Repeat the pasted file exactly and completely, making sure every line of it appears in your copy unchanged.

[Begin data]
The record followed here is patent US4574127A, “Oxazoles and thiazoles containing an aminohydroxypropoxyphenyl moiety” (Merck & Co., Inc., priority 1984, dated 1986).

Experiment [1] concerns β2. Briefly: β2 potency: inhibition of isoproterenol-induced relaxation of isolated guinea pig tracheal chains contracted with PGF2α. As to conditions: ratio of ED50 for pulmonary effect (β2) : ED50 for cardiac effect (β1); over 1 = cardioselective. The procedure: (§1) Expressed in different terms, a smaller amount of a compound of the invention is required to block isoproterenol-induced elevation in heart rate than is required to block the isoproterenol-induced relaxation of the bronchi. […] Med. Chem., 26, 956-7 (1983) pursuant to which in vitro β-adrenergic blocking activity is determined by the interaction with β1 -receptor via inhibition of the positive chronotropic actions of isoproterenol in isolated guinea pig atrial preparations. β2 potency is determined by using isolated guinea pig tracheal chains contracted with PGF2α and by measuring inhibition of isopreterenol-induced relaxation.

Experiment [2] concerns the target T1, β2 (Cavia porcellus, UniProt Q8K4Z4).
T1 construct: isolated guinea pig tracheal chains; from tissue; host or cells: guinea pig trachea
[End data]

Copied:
The record followed here is patent US4574127A, “Oxazoles and thiazoles containing an aminohydroxypropoxyphenyl moiety” (Merck & Co., Inc., priority 1984, dated 1986).

Experiment [1] concerns β2. Briefly: β2 potency: inhibition of isoproterenol-induced relaxation of isolated guinea pig tracheal chains contracted with PGF2α. As to conditions: ratio of ED50 for pulmonary effect (β2) : ED50 for cardiac effect (β1); over 1 = cardioselective. The procedure: (§1) Expressed in different terms, a smaller amount of a compound of the invention is required to block isoproterenol-induced elevation in heart rate than is required to block the isoproterenol-induced relaxation of the bronchi. […] Med. Chem., 26, 956-7 (1983) pursuant to which in vitro β-adrenergic blocking activity is determined by the interaction with β1 -receptor via inhibition of the positive chronotropic actions of isoproterenol in isolated guinea pig atrial preparations. β2 potency is determined by using isolated guinea pig tracheal chains contracted with PGF2α and by measuring inhibition of isopreterenol-induced relaxation.

Experiment [2] concerns the target T1, β2 (Cavia porcellus, UniProt Q8K4Z4).
T1 construct: isolated guinea pig tracheal chains; from tissue; host or cells: guinea pig trachea